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This High Schooler Invented Color-Changing Sutures to Detect Infection

After winning a state science fair and becoming a finalist in a national competition, Dasia Taylor now has her sights set on a patent.

17-year-old high school student Dasia Taylor was named one of 40 finalists in the Regeneron Science Talent Search, the country’s oldest and most prestigious science and math competition for high school seniors. Now she has her sights set on a patent for her invention: sutures that change colors when they detect infection.

She uses beet juice in her sutures as dye, which changes from bright red to dark red when a surgical wound becomes infected.

She’s solving a very real problem: On average, 11 percent of surgical wounds develop an infection in low- and middle-income countries, according to the World Health Organization, compared to between 2 and 4 percent of surgeries in the U.S.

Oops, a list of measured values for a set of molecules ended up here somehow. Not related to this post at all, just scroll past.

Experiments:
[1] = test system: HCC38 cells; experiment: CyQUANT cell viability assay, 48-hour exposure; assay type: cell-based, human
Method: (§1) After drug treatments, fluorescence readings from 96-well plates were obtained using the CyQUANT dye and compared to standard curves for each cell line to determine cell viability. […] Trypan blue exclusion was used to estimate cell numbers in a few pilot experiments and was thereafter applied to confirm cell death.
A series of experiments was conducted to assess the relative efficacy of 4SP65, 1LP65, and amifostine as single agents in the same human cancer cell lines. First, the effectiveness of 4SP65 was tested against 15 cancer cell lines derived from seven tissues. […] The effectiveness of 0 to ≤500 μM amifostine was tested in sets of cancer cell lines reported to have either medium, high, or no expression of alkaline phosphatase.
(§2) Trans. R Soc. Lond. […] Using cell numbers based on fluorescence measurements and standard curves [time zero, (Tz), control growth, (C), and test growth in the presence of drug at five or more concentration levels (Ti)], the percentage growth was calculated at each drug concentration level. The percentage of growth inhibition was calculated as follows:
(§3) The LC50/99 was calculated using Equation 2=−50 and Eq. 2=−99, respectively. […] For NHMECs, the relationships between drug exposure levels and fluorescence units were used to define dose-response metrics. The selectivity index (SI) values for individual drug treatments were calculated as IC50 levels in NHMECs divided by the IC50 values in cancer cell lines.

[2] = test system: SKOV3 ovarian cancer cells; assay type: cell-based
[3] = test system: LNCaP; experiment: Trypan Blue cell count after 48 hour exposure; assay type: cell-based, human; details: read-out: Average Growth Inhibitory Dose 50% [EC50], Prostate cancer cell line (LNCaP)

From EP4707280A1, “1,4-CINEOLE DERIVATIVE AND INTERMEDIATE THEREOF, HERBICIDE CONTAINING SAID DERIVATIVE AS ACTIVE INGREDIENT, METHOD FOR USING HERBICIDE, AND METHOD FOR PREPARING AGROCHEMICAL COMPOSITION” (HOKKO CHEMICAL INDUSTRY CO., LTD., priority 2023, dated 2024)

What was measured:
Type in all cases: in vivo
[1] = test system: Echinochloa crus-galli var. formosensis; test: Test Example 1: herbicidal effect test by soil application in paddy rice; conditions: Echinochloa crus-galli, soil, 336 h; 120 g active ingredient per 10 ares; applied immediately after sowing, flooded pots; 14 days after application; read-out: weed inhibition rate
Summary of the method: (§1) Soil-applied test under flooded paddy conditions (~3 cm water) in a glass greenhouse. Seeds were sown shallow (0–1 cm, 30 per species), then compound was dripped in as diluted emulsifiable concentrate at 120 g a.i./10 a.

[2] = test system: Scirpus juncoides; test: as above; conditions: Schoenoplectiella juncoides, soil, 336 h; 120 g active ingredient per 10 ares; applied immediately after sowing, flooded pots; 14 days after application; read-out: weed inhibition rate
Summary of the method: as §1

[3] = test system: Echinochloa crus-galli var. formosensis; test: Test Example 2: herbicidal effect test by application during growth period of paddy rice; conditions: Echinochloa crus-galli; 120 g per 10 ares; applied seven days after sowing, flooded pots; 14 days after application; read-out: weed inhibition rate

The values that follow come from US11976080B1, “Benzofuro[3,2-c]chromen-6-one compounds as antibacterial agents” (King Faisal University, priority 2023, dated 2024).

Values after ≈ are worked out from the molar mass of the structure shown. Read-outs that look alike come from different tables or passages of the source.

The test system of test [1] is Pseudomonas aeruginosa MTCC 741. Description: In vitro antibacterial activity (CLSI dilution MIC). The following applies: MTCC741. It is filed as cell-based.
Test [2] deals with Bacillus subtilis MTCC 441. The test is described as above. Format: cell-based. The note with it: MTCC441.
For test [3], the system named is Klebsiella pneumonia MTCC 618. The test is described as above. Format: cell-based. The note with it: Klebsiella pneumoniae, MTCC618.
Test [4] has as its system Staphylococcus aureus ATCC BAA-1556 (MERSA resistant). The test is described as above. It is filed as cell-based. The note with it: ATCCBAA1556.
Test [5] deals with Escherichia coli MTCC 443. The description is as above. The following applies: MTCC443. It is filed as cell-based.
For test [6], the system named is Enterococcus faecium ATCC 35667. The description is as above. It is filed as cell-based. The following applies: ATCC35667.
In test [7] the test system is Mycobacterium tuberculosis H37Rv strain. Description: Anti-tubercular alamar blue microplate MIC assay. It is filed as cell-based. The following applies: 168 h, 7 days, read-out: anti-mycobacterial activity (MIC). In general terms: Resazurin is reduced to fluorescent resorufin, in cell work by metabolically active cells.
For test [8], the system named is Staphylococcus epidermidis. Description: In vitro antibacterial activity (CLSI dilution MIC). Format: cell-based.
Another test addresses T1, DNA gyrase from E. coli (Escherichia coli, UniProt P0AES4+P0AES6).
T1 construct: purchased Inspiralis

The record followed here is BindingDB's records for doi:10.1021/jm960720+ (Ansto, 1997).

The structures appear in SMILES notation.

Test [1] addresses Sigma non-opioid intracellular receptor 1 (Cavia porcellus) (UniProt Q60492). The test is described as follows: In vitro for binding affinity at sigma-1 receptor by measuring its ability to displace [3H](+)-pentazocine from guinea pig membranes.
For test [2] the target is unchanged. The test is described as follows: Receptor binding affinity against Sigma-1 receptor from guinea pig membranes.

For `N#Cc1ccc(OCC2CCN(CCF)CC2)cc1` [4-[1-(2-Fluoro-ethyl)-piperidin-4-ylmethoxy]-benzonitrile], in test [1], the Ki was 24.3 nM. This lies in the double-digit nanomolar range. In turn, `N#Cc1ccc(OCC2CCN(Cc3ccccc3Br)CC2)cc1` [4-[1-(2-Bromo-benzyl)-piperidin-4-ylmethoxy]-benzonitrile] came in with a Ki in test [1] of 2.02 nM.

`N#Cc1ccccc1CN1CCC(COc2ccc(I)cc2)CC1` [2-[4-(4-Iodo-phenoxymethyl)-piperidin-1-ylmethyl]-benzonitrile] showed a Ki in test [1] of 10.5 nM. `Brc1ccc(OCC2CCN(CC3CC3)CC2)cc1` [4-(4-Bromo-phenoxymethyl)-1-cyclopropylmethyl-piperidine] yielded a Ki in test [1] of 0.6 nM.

Healthy human skin is naturally acidic, with a pH around five. But when a wound becomes infected, its pH goes up to about nine. Changes in pH can be detected without electronics — many fruits and vegetables are natural indicators that change color at different pH levels.

“I found that beets changed color at the perfect pH point,” Taylor said. Bright red beet juice turns dark purple at a pH of nine. “That’s perfect for an infected wound.”

She tested ten different materials, including standard suture thread, for how well they picked up and held the dye, whether the dye changed color when its pH changed, and how their thickness compared to standard suture thread. A cotton-polyester blend checked all the boxes.

She hopes that the color-changing sutures will someday help patients detect surgical site infections as early as possible so that they can seek medical care when it’s most important.

Source: GoodGoodGood

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